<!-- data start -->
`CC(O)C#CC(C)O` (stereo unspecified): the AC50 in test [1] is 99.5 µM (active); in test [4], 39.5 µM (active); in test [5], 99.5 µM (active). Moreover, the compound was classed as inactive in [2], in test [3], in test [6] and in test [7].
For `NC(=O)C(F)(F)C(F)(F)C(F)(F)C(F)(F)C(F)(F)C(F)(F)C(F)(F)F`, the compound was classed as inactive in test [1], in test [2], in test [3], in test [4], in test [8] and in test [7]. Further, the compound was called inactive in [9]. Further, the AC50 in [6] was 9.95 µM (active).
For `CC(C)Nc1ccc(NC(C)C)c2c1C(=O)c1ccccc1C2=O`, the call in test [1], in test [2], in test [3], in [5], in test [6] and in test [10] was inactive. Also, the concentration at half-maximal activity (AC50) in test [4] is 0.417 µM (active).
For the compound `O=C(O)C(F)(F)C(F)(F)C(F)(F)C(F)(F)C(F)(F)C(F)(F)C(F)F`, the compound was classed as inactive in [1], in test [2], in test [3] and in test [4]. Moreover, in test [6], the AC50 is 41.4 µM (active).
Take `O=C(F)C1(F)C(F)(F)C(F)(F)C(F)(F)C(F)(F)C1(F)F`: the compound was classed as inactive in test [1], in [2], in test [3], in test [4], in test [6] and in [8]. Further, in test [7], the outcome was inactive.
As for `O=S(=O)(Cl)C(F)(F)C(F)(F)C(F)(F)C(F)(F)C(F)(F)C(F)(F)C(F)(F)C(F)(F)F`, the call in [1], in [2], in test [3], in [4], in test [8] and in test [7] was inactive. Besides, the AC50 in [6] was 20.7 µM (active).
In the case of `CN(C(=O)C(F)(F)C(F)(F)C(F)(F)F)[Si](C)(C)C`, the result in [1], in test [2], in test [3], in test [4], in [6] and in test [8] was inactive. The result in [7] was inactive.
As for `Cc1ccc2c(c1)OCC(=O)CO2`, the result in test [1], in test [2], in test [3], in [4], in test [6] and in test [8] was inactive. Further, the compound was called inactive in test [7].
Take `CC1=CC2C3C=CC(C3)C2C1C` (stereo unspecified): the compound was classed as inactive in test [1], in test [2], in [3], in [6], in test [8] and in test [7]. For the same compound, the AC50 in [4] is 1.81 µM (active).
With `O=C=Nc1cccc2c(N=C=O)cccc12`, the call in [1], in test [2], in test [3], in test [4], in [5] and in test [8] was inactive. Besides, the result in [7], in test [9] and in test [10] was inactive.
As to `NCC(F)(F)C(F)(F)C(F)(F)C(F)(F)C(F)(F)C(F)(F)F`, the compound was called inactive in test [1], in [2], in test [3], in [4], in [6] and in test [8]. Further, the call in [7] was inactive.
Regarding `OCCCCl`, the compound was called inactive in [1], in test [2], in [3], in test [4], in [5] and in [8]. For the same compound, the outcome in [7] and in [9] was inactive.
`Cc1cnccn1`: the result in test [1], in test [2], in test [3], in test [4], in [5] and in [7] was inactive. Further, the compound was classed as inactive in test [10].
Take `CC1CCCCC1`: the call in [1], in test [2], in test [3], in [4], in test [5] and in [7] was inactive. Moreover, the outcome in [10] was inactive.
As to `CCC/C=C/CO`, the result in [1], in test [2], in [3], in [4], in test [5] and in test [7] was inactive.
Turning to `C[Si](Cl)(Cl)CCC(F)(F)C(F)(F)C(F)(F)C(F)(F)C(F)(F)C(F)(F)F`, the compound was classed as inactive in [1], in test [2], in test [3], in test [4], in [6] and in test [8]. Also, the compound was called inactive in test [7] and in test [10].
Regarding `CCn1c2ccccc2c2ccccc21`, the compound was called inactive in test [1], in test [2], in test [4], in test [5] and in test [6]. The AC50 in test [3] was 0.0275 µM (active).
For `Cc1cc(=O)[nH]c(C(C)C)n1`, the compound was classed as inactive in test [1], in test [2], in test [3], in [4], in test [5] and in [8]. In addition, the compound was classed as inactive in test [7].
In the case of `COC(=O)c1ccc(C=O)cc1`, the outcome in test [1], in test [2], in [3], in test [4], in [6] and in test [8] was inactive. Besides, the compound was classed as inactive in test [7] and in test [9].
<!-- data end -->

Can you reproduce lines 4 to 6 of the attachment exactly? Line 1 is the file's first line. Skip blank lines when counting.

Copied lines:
For the compound `O=C(O)C(F)(F)C(F)(F)C(F)(F)C(F)(F)C(F)(F)C(F)(F)C(F)F`, the compound was classed as inactive in [1], in test [2], in test [3] and in test [4]. Moreover, in test [6], the AC50 is 41.4 µM (active).
Take `O=C(F)C1(F)C(F)(F)C(F)(F)C(F)(F)C(F)(F)C1(F)F`: the compound was classed as inactive in test [1], in [2], in test [3], in test [4], in test [6] and in [8]. Further, in test [7], the outcome was inactive.
As for `O=S(=O)(Cl)C(F)(F)C(F)(F)C(F)(F)C(F)(F)C(F)(F)C(F)(F)C(F)(F)C(F)(F)F`, the call in [1], in [2], in test [3], in [4], in test [8] and in test [7] was inactive. Besides, the AC50 in [6] was 20.7 µM (active).